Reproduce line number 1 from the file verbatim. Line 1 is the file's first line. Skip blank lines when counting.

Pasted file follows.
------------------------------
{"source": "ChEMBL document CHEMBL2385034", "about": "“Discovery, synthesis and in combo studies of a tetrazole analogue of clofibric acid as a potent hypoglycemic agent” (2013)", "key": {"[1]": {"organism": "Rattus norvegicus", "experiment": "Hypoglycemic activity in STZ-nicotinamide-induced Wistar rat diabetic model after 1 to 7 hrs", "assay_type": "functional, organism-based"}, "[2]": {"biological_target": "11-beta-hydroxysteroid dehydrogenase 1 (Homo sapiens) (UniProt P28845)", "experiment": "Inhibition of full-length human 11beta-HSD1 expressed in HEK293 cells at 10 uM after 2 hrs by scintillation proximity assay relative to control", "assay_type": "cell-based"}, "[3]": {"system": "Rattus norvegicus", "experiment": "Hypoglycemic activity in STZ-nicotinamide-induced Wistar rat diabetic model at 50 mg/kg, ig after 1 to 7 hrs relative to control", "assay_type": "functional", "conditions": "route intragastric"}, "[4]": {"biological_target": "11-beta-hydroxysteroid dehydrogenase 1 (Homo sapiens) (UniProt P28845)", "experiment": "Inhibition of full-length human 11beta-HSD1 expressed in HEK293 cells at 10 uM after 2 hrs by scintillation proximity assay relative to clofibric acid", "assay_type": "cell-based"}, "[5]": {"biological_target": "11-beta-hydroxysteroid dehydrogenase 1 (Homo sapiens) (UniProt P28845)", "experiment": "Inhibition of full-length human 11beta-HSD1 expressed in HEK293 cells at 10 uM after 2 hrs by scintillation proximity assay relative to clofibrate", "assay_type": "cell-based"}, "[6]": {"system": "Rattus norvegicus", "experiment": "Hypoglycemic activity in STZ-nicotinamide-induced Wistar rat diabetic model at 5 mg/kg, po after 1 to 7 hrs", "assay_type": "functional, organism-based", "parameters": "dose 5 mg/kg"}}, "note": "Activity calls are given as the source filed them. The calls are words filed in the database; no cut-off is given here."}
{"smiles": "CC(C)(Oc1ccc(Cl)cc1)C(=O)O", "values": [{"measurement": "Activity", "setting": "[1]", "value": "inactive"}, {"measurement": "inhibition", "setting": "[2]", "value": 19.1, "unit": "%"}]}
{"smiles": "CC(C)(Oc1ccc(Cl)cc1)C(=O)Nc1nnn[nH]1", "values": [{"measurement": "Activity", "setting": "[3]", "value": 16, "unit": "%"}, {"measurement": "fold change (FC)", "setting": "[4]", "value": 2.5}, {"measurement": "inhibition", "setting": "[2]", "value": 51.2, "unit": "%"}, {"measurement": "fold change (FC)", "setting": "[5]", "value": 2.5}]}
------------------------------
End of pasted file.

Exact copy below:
{"source": "ChEMBL document CHEMBL2385034", "about": "“Discovery, synthesis and in combo studies of a tetrazole analogue of clofibric acid as a potent hypoglycemic agent” (2013)", "key": {"[1]": {"organism": "Rattus norvegicus", "experiment": "Hypoglycemic activity in STZ-nicotinamide-induced Wistar rat diabetic model after 1 to 7 hrs", "assay_type": "functional, organism-based"}, "[2]": {"biological_target": "11-beta-hydroxysteroid dehydrogenase 1 (Homo sapiens) (UniProt P28845)", "experiment": "Inhibition of full-length human 11beta-HSD1 expressed in HEK293 cells at 10 uM after 2 hrs by scintillation proximity assay relative to control", "assay_type": "cell-based"}, "[3]": {"system": "Rattus norvegicus", "experiment": "Hypoglycemic activity in STZ-nicotinamide-induced Wistar rat diabetic model at 50 mg/kg, ig after 1 to 7 hrs relative to control", "assay_type": "functional", "conditions": "route intragastric"}, "[4]": {"biological_target": "11-beta-hydroxysteroid dehydrogenase 1 (Homo sapiens) (UniProt P28845)", "experiment": "Inhibition of full-length human 11beta-HSD1 expressed in HEK293 cells at 10 uM after 2 hrs by scintillation proximity assay relative to clofibric acid", "assay_type": "cell-based"}, "[5]": {"biological_target": "11-beta-hydroxysteroid dehydrogenase 1 (Homo sapiens) (UniProt P28845)", "experiment": "Inhibition of full-length human 11beta-HSD1 expressed in HEK293 cells at 10 uM after 2 hrs by scintillation proximity assay relative to clofibrate", "assay_type": "cell-based"}, "[6]": {"system": "Rattus norvegicus", "experiment": "Hypoglycemic activity in STZ-nicotinamide-induced Wistar rat diabetic model at 5 mg/kg, po after 1 to 7 hrs", "assay_type": "functional, organism-based", "parameters": "dose 5 mg/kg"}}, "note": "Activity calls are given as the source filed them. The calls are words filed in the database; no cut-off is given here."}